Islam also requires every Muslim to give a portion of his wealth every year to charity. It prohibits liquor and pork. None of these things are easy, and none of them show a leniency on the part of Islam. Nor is there any leniency in its demanding from its followers to treat others in a brotherly manner, protecting their reputation and refraining from saying anything that may expose them, even those who do them harm.
Wilson: Some critics say that Islam promises the good Muslims a paradise in which they will enjoy everything they may desire. These critics think that Islam out-promises Christianity, and therefore, it is attracting people through its promises.
Chirri: A promise is attractive only if it comes from a reliable source. If a reputable company offers an individual a well-paying job, he is likely to accept the position. On the other hand, if the same individual is offered a position by an unreliable or a bankrupt firm, he is expected to refuse the offer because he will not have any confidence in the firm's financial reliability.
Similarly, I do not think that a convert would be willing to perform so many duties and renounce so many desirable things for the sake of promises if he does not have the confidence in Islam. No promise is attractive if it is made by an unreliable source. Attractiveness of a promise is a result of confidence. Faith in Islam, therefore, precedes the attractiveness of its promise, not vice versa.
Wilson: History shows that the early Muslims were militant and warriors. Many armed conflicts between Muslims and non-Muslims took place in Syria, Egypt, North Africa, Spain, and many other places. Some critics think that Islam was spread by force, and not by preaching and discussion.
Chirri: Force may conquer the body, but it cannot conquer the spirit. You may subdue an individual or community by the use of force, but you cannot make them believe that you are right. The Algerians were dominated by colonial France for about a hundred years, but that did not make them love their rulers. As soon as they had the opportunity, they rose in arms against their masters and broke their yoke.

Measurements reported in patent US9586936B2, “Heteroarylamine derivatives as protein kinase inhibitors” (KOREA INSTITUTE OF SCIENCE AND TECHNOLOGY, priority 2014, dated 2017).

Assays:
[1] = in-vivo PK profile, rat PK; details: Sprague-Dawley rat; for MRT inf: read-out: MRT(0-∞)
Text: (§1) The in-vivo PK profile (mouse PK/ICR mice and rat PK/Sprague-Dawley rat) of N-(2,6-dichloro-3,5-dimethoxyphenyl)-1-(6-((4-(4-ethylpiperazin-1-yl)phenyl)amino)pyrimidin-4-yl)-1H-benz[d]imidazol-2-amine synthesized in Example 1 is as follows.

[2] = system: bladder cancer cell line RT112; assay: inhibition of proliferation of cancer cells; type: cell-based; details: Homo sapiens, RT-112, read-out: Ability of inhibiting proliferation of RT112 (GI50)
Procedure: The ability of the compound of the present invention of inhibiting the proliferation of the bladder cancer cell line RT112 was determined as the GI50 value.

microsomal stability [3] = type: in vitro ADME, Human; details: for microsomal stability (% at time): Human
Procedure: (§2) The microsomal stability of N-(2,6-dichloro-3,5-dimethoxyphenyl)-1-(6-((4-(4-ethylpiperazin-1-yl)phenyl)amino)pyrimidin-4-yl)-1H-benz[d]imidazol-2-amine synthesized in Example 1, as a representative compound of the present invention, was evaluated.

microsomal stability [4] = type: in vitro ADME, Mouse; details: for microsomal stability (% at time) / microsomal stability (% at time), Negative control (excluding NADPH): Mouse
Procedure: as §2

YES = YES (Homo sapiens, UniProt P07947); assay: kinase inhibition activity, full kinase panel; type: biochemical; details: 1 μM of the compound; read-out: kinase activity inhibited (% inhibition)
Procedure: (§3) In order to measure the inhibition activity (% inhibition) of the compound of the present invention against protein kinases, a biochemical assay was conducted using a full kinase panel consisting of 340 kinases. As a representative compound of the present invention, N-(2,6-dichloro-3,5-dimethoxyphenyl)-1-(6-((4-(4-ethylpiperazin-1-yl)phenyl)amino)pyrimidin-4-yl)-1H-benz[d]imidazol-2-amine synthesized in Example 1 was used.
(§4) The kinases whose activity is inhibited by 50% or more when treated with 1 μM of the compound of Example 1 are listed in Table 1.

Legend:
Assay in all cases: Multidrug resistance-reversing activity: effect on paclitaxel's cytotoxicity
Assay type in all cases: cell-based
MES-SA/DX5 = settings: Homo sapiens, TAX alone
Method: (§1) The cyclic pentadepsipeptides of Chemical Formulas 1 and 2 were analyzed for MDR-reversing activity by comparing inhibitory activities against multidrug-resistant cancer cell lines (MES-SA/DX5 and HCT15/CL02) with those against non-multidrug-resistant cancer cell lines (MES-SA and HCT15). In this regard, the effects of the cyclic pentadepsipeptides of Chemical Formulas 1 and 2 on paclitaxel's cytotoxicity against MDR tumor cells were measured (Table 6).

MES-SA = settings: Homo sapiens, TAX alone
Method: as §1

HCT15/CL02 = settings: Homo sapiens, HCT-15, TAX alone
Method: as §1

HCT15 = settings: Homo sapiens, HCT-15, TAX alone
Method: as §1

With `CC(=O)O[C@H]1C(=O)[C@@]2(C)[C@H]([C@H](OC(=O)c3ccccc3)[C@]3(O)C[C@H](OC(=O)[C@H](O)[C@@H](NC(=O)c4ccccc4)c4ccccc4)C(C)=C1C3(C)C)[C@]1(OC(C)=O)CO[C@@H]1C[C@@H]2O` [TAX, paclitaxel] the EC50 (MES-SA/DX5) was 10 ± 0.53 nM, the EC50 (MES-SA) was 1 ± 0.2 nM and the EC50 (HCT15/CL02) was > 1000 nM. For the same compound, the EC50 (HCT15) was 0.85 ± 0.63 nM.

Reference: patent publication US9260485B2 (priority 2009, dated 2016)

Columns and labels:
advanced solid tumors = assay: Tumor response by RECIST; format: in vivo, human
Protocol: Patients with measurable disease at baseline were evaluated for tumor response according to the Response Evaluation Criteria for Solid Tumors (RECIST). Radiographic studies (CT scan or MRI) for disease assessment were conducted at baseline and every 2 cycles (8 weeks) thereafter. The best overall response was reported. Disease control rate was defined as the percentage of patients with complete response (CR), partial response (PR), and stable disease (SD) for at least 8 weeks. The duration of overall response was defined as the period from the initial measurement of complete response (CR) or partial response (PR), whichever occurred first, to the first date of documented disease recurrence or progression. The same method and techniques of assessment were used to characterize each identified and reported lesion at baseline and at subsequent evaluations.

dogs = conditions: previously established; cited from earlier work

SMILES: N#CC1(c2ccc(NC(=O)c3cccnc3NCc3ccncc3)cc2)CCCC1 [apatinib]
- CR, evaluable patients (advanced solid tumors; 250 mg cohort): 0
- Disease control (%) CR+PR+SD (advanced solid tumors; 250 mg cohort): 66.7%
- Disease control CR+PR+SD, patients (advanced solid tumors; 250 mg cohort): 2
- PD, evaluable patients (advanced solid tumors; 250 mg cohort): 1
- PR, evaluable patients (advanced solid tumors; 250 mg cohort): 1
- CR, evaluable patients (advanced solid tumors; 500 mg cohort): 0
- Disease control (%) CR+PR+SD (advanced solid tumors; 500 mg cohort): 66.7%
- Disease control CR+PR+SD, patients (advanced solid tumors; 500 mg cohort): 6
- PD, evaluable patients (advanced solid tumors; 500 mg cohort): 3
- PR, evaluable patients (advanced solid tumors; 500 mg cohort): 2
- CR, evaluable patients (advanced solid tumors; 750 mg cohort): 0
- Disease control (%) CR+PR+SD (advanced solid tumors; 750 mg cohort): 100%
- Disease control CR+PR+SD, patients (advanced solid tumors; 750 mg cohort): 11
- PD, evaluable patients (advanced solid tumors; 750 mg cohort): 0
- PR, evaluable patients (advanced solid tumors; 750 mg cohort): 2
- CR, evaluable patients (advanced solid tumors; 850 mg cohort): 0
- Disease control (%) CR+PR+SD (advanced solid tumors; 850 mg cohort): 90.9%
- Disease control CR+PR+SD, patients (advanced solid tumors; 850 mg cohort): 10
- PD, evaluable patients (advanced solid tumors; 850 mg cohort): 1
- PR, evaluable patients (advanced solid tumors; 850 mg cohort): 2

It is illogical to believe that Islam had spread itself by force. Muhammad, as one person, could not force thousands or hundreds to embrace his faith. History testifies that Muhammad lived thirteen years in Mecca after he proclaimed his faith, under a constant threat from his opponents who were the overwhelming majority of the Meccans. Anyone that desired to join Islam was denounced, threatened, and persecuted by the Meccans; and, in spite of this, the number of Muslims steadily increased. Can we conceive that Muhammad under these circumstances could convert people by force when he himself was a subject of persecution?
At a later stage, the Muslims had become powerful enough to fight their opponents; and history shows that they did fight for Islam. But this does not mean that Islam had converted people by force. There are now over 100 million Muslims in Indonesia and scores of millions in West Africa. All these millions were converted through peaceful contacts with Muslims who came to these areas as merchants or educators.
There is, however, no reason to deny that Muslims were militant. The Muslims actually were good defenders of their freedom. We know that no ideology would spread or live in an unfree society. Freedom of belief, practice, and speech, are necessary for the growth of any ideology. In the absence of a constitutional protection of freedom, it would be the duty of the people of the ideology to secure their freedom on their own. If this does not justify the military might of the early Muslims, there will be no way to justify the military might of any modern nation that rises in arms to defend its freedom when it is threatened by its adversaries.